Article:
The racist motivations of the white shooter who targeted and fatally shot Black people in Jacksonville, Florida, two weeks ago have revived concerns about the threat of hate violence and domestic terrorism against African Americans.
Most hate crime victims in the U.S. are Black, and that has been the case since the federal government began tracking such crimes decades ago. But national attention on the rate of Black victimization is heightened in the wake of mass casualty racist attacks, like those in recent years at a supermarket in Buffalo, New York, and a historic Black church in Charleston, South Carolina.
Now, as families in Jacksonville eulogize loved ones lost in a hail of bullets at a neighborhood discount store, activists across the nation are calling for better measures to counter the longstanding epidemic of hate violence against Black Americans.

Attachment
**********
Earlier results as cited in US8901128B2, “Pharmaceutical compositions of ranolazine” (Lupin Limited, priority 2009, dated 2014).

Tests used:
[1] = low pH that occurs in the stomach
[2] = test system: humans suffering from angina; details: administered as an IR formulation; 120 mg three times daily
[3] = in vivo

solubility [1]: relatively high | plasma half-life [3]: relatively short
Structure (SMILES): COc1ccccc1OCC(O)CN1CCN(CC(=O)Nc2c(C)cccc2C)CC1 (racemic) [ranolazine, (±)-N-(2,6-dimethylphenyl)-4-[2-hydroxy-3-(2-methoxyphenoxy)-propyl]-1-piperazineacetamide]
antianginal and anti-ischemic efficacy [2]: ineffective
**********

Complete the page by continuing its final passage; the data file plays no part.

“How many people have to die, before you get up, whether you’re Republican or Democrat, and say we got to stop this,” the Rev. Al Sharpton asked Friday as he eulogized Angela Carr, one of the victims of the gunman who shot down three Black people at a Dollar General store in Jacksonville on Aug. 26.
Funerals were held in Florida for two of the three victims on Friday, with the third planned for Saturday.
Republican opposition to abortion threatens global HIV/AIDS program that has saved 25 million lives
NAIROBI, Kenya (AP) — The graves at the edge of the orphanage tell a story of despair. The rough planks in the cracked earth are painted with the names of children, most of them dead in the 1990s. That was before the HIV drugs arrived.